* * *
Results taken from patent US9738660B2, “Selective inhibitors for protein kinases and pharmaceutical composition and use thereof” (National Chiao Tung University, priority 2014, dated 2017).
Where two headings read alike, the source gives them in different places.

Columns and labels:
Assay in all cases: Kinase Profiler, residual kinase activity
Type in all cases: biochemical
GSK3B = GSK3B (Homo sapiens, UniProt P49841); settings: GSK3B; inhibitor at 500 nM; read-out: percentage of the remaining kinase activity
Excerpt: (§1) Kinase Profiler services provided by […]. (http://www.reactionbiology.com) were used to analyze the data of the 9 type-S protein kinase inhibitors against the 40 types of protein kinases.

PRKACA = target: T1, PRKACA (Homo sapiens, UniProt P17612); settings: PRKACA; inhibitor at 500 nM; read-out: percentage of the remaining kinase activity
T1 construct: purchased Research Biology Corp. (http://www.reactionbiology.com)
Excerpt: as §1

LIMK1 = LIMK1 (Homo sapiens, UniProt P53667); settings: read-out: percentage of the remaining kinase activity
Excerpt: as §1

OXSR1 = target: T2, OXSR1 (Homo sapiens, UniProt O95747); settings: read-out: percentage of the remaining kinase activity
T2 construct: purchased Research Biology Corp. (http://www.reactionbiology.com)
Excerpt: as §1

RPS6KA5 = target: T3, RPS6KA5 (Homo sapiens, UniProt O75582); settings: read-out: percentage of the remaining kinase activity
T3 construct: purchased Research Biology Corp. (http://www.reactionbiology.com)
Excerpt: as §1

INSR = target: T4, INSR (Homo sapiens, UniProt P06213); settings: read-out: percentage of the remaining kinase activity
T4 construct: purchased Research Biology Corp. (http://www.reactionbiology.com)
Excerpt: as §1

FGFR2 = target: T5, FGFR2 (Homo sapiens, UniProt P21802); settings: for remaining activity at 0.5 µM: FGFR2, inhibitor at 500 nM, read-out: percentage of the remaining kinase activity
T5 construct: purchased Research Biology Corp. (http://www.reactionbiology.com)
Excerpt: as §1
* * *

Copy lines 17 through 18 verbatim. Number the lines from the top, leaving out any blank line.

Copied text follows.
T3 construct: purchased Research Biology Corp. (http://www.reactionbiology.com)
Excerpt: as §1